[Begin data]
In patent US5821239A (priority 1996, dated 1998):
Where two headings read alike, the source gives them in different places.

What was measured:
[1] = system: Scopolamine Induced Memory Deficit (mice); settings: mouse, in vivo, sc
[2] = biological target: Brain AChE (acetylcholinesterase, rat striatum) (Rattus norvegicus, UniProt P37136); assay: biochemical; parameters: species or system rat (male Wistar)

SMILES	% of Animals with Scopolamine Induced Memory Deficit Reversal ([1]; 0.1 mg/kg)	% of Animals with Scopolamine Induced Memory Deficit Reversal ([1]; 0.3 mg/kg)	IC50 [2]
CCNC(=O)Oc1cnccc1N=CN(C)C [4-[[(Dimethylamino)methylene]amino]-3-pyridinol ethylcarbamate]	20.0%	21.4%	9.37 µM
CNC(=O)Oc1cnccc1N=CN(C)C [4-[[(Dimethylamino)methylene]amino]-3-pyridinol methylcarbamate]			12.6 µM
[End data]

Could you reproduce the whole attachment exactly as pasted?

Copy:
In patent US5821239A (priority 1996, dated 1998):
Where two headings read alike, the source gives them in different places.

What was measured:
[1] = system: Scopolamine Induced Memory Deficit (mice); settings: mouse, in vivo, sc
[2] = biological target: Brain AChE (acetylcholinesterase, rat striatum) (Rattus norvegicus, UniProt P37136); assay: biochemical; parameters: species or system rat (male Wistar)

SMILES	% of Animals with Scopolamine Induced Memory Deficit Reversal ([1]; 0.1 mg/kg)	% of Animals with Scopolamine Induced Memory Deficit Reversal ([1]; 0.3 mg/kg)	IC50 [2]
CCNC(=O)Oc1cnccc1N=CN(C)C [4-[[(Dimethylamino)methylene]amino]-3-pyridinol ethylcarbamate]	20.0%	21.4%	9.37 µM
CNC(=O)Oc1cnccc1N=CN(C)C [4-[[(Dimethylamino)methylene]amino]-3-pyridinol methylcarbamate]			12.6 µM